Another problem you’ll face once you start using a cache manifest is that modifying your app will become much more complicated. In fact, you will only see your changes if you remember to both:
- Update the manifest file.
- Hit the reload button … twice!
An easy way to get around this is to configure the web server in your development environment to serve the manifest with the wrong Content-Type MIME header, causing it to be ignored by the browser. You can do this as soon as any App-Cache specific code you choose to write becomes stable.
Apache Server, Firefox & Transparent Proxies
The App-Cache specification advocates that web browsers ignore any caching headers set on the manifest. This, IMO, is probably mis-guided — it advocates Postel’s Law in preference to Fail Fast. And, given that people will be connecting to your site through ISP and Instituional proxies that take these caching headers seriously, you may end up finding that users in the field are unable to receive updates if you’ve accidentally set long expiry headers on the cache manifest.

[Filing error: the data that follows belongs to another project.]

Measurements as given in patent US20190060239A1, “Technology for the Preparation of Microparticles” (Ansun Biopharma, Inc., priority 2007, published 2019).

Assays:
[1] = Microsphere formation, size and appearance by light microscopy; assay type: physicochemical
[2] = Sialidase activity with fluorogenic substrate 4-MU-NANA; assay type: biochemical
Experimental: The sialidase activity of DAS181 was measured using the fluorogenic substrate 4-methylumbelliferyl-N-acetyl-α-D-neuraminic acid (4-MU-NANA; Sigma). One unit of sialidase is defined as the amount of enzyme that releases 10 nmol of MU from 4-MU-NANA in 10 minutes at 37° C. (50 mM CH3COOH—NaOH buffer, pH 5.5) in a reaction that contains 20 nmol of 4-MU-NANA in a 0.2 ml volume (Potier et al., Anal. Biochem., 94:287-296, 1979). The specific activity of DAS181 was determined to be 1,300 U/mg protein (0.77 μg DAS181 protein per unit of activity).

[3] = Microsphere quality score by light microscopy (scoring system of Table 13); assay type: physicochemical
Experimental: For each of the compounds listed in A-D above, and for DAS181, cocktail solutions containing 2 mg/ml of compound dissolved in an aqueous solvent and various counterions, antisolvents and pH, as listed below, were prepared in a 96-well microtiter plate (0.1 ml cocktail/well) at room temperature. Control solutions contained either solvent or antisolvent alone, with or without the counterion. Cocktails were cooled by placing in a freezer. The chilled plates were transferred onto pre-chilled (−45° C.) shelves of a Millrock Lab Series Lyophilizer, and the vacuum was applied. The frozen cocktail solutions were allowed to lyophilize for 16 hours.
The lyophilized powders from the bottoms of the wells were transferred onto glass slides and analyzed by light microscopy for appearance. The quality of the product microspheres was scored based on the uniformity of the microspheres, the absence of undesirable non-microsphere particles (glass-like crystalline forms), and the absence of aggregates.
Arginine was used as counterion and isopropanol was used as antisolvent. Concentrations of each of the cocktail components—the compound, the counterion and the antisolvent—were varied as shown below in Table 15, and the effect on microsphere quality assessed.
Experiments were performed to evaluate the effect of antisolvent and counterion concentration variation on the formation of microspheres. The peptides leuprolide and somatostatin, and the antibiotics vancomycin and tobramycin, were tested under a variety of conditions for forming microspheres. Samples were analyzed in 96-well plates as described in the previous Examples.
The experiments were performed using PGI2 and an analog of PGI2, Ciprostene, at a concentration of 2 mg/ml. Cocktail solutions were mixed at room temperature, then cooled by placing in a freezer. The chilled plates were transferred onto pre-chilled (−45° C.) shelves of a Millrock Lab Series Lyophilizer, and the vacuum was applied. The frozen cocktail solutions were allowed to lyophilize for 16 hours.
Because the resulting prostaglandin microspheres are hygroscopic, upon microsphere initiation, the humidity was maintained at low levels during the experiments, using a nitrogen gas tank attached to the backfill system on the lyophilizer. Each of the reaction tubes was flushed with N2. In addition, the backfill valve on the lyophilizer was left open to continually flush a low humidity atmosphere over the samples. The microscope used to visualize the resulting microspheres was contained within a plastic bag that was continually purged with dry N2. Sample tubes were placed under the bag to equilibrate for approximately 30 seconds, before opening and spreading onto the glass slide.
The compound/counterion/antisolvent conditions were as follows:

Some servers (for example Apache) even set expiry headers for static resources by default, unless you tell it not to. Fortunately, Firefox prefers to follow the spirit of the HTTP specification and obey the caching headers your server sends, rather than merely ignoring them as suggested by the App-Cache specification, and so you are more likely to catch this problem early, before you lose the ability to update your Web App in the wild.
Using App-Cache has lot’s of benefits compared with the previous HTML4 way of doing things, once you properly understand how it works, and provided you disable it within your development environment. Hopefully this guide will more quickly help you to become productive with App-Cache than I was able to.
All of these articles are good resources regarding the cache manifest file itself: